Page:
Between 2017 and 2021, the Trump administration separated over 3,900 children from their parents along the US-Mexico border as part of a “zero-tolerance” policy aimed at discouraging migrants from crossing into the US. The children, mainly from Guatemala, Honduras, and El Salvador, were placed in government custody while their parents were prosecuted and deported.
Many of the children spent days in detention centres, where some were crowded into metal cages without adequate food and showers. Hundreds of children waited for years before being reunited with their immediate families, and some are still waiting for reunification even after five years since the policy was announced. President Joe Biden rescinded the policy and established the Family Reunification Task Force to reunite families.
As of March 2023, the US government has reunited 2,969 children with their families in the US, and parents who were deported are allowed to remain in the country for three years.
Activists claim that the Trump administration did not maintain proper databases or records that could link parents’ information to their children, resulting in a difficult situation for the Biden administration. Non-profit groups in the US and other countries have been trying to help locate migrant families with limited information, often with the help of human rights workers who search for parents in remote Central American villages, using outdated phone numbers.
These efforts have been resource-intensive and difficult, especially during the Covid pandemic. The American Civil Liberties Union and several other organisations are leading efforts to help contact families, and they rely on people like Rebeca Sanchez Ralda, a human rights worker and lawyer from Guatemala City associated with Justice In Motion, for on-the-ground support.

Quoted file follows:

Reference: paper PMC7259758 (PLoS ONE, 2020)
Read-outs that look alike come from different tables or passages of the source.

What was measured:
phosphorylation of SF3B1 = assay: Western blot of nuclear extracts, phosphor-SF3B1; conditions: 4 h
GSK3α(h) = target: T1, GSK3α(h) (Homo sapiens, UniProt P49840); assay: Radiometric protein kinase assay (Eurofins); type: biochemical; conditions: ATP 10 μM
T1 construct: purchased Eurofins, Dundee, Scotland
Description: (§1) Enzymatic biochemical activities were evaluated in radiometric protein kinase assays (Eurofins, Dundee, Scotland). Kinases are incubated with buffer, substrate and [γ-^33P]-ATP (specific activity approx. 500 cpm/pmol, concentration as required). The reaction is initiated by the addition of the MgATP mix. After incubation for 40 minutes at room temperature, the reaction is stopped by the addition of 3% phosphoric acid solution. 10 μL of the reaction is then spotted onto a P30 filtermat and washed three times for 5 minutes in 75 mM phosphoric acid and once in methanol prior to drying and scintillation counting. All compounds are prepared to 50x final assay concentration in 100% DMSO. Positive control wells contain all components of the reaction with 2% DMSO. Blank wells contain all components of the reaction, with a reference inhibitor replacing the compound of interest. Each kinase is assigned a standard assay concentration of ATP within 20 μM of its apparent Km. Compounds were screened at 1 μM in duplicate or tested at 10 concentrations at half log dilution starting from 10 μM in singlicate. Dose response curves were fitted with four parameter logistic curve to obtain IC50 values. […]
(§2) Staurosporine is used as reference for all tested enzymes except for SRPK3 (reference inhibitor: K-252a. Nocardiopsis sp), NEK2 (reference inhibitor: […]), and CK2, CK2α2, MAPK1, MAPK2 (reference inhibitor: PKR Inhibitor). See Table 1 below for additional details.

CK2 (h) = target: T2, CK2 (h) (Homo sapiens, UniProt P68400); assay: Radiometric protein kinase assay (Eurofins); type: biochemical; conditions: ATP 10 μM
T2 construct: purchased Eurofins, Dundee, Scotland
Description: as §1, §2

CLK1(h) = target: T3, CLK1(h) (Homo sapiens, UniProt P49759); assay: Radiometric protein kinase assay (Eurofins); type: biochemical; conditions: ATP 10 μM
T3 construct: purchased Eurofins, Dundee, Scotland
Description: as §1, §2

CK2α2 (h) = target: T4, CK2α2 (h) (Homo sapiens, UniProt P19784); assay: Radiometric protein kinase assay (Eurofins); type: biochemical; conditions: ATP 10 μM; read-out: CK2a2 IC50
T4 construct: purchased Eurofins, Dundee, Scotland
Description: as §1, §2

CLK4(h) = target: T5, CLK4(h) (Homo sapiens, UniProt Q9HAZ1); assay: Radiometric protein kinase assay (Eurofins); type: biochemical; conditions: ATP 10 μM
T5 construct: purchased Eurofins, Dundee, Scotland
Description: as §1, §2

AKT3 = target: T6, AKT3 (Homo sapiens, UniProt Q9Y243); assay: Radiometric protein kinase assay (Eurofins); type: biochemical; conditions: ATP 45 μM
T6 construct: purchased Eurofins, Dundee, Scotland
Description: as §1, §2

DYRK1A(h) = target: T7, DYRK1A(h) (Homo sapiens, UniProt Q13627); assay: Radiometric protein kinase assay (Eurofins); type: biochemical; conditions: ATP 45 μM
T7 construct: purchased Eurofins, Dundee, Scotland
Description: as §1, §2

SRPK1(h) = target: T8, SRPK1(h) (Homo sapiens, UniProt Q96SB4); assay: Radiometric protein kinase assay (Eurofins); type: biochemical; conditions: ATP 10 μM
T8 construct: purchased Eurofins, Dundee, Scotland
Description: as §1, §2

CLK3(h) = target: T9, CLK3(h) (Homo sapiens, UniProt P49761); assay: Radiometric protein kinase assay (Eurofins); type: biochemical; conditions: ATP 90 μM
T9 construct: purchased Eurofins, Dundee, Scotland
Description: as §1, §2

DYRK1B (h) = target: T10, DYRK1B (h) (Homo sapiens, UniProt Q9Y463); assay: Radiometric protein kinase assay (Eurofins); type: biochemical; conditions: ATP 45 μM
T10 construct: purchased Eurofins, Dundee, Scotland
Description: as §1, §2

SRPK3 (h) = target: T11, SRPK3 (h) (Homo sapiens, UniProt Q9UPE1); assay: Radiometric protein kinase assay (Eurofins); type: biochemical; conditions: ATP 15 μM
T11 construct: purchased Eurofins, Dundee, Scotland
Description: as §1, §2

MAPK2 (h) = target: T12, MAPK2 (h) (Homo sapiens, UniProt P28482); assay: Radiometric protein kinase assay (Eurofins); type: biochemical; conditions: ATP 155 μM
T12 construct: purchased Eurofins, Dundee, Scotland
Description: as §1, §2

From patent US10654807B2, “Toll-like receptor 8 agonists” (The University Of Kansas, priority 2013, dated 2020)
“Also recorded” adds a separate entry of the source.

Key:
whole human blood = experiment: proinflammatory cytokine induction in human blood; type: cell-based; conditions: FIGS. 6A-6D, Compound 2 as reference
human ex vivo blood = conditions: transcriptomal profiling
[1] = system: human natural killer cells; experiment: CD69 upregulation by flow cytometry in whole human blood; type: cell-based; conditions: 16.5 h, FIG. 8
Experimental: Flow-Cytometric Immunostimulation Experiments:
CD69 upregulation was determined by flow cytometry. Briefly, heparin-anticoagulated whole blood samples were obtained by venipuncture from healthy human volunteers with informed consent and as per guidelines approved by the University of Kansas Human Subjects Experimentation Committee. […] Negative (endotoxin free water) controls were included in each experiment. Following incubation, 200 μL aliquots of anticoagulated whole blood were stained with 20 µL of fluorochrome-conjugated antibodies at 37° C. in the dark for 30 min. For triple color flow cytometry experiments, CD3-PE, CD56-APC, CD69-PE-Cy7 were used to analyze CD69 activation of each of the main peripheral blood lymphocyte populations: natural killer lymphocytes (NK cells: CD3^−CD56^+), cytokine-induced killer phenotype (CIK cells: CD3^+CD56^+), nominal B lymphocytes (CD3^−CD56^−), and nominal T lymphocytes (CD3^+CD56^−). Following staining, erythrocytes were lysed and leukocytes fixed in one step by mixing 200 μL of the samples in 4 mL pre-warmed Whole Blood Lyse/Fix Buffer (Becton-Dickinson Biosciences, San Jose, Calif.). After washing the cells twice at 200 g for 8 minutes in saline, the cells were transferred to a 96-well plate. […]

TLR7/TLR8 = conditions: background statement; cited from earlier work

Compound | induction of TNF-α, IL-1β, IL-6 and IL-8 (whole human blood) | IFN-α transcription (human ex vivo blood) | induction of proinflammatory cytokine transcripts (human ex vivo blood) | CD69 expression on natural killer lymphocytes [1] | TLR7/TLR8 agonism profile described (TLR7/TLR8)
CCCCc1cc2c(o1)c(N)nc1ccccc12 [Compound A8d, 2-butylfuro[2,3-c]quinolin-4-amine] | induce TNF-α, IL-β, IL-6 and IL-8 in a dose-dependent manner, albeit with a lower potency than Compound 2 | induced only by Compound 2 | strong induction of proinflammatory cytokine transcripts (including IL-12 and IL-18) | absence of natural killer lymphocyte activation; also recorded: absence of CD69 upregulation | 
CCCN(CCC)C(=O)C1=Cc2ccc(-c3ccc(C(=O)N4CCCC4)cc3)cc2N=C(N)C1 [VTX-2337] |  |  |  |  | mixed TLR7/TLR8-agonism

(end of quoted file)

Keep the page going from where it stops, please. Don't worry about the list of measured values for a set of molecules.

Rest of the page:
Non-profit organizations have raised concerns that more needs to be done to help families recover from the trauma of separation. Some parents who had to leave their children in the US have attempted suicide out of guilt and confusion about why their children were taken away, according to Cathleen Caron, the founder of Justice in Motion. The children, she said, have been deeply traumatized, experiencing bedwetting, nightmares, and even losing their ability to speak their indigenous languages or eat their traditional food. Advocates have called for more financial and legal support from the US government to help families recover once they’ve been reunited, as many lack consistent housing.
The Biden administration had been negotiating with families to pay them up to $1bn in compensation for the separations, but discussions reportedly broke down after backlash from Republicans. Furthermore, their three-year parole status in the US leaves them in a precarious situation, as they may face deportation or the possibility of another family separation.
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